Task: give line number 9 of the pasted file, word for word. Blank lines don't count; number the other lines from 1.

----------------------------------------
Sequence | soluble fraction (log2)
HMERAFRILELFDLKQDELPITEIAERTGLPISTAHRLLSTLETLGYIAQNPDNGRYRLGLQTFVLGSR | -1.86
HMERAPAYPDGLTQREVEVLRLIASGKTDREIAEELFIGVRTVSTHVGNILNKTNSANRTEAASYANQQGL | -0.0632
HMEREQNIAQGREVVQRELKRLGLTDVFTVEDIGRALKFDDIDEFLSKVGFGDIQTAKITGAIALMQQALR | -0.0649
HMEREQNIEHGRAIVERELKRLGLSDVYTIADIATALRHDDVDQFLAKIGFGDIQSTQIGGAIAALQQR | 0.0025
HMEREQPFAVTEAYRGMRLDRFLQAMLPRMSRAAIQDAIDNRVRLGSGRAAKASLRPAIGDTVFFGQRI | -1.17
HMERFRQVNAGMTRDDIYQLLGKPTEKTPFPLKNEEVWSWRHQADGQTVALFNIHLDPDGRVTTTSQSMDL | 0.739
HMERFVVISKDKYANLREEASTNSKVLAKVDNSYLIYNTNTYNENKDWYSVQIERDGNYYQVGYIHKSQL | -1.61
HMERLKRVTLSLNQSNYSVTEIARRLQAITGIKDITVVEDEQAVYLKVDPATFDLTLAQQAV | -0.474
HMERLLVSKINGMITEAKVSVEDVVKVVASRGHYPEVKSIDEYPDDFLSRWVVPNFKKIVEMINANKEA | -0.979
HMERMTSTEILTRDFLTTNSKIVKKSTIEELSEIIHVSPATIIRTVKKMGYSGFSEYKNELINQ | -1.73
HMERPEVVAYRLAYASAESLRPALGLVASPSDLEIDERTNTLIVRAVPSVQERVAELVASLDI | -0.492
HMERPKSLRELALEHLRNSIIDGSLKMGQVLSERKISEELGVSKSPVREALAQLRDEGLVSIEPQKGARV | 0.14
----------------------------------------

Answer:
HMERLKRVTLSLNQSNYSVTEIARRLQAITGIKDITVVEDEQAVYLKVDPATFDLTLAQQAV | -0.474